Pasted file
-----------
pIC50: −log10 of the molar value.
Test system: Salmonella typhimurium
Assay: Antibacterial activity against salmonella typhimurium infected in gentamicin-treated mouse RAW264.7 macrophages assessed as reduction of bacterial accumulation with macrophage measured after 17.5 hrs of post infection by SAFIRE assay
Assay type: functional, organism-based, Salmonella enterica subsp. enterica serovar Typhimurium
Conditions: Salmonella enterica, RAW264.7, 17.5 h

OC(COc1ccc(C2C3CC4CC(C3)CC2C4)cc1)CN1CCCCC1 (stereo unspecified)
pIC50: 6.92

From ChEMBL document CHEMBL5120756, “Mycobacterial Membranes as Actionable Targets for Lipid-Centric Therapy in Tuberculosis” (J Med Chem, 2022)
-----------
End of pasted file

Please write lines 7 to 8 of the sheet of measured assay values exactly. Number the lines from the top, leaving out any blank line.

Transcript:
pIC50: 6.92

From ChEMBL document CHEMBL5120756, “Mycobacterial Membranes as Actionable Targets for Lipid-Centric Therapy in Tuberculosis” (J Med Chem, 2022)